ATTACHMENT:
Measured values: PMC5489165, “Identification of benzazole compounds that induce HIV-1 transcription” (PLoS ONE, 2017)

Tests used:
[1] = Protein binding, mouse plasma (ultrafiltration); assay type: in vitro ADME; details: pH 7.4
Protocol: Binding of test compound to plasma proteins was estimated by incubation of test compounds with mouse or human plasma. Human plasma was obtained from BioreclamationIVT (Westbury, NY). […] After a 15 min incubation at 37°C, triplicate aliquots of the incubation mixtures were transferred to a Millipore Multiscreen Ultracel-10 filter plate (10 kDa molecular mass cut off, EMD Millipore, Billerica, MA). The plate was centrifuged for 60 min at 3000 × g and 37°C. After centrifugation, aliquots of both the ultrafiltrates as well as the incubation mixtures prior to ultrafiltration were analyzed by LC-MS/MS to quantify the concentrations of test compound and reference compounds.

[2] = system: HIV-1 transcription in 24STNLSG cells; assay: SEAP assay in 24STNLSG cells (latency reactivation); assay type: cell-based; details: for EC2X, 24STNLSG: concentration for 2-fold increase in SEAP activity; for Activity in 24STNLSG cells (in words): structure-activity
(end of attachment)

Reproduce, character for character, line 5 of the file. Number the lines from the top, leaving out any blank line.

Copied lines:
[2] = system: HIV-1 transcription in 24STNLSG cells; assay: SEAP assay in 24STNLSG cells (latency reactivation); assay type: cell-based; details: for EC2X, 24STNLSG: concentration for 2-fold increase in SEAP activity; for Activity in 24STNLSG cells (in words): structure-activity